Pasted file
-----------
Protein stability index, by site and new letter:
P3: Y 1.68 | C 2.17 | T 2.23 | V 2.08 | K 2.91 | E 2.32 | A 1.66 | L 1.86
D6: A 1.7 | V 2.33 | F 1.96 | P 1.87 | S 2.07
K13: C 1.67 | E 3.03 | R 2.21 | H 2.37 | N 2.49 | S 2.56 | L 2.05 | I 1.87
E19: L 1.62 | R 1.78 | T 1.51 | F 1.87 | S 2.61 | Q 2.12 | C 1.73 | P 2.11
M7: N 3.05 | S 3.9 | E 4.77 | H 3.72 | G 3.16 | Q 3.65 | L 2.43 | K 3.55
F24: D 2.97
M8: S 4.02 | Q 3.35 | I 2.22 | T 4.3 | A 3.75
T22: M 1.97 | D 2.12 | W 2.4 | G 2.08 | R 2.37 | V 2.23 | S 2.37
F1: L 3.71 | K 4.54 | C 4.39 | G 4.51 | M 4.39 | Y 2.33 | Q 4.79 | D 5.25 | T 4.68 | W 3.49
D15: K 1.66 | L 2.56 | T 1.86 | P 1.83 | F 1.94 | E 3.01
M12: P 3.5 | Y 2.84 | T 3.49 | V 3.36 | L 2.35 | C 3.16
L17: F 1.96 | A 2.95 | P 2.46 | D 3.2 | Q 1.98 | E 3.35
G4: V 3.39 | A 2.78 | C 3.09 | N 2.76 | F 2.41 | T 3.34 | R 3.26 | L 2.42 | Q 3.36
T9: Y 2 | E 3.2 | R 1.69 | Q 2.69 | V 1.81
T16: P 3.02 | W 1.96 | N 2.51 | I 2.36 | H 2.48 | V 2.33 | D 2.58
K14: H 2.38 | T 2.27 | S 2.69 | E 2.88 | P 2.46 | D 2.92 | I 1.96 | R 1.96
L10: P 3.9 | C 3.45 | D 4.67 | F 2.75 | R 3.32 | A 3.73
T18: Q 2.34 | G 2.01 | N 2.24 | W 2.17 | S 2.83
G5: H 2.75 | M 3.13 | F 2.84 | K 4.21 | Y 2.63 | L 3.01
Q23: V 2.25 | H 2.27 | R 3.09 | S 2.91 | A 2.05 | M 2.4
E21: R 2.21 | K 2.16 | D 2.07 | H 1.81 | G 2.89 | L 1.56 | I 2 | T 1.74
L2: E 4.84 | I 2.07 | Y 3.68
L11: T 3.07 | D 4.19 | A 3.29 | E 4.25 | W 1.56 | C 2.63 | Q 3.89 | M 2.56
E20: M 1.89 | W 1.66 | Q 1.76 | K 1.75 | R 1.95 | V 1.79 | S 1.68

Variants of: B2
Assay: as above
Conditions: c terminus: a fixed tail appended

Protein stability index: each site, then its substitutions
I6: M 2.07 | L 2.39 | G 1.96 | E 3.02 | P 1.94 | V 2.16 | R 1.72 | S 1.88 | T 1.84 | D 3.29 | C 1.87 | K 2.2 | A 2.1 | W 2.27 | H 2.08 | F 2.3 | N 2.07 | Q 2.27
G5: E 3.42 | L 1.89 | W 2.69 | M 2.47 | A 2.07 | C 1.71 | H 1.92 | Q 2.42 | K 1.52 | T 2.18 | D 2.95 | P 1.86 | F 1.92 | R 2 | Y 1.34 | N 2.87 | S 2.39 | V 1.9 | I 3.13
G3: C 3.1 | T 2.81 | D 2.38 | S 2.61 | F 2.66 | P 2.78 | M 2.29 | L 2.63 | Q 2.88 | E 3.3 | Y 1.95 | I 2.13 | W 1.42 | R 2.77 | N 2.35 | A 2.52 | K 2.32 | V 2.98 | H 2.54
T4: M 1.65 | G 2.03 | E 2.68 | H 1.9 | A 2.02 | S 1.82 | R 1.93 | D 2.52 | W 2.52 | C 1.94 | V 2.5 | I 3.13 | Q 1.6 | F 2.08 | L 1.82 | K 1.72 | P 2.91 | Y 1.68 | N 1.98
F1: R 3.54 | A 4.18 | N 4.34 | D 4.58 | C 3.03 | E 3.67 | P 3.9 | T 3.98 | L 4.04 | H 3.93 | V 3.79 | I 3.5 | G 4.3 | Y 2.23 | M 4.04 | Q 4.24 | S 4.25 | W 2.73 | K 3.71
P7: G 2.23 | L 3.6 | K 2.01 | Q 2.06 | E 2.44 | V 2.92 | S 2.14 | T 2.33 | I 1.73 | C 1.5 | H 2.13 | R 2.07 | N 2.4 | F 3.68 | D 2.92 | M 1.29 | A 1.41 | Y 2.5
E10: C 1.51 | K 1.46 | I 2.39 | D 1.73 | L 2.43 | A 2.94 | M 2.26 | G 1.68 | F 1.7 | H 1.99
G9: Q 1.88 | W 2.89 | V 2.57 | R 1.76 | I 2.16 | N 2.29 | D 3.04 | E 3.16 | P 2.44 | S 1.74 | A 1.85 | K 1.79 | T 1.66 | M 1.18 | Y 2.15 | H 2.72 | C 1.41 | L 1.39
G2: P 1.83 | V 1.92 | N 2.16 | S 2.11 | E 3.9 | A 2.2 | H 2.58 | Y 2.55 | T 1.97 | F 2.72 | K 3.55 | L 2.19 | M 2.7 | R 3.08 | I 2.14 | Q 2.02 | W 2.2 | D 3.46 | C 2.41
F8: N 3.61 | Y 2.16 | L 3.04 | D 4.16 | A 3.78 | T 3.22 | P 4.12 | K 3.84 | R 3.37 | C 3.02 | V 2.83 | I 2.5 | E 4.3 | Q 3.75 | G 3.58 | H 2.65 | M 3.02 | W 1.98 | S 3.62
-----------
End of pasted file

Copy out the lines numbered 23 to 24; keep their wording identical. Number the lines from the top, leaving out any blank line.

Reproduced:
L2: E 4.84 | I 2.07 | Y 3.68
L11: T 3.07 | D 4.19 | A 3.29 | E 4.25 | W 1.56 | C 2.63 | Q 3.89 | M 2.56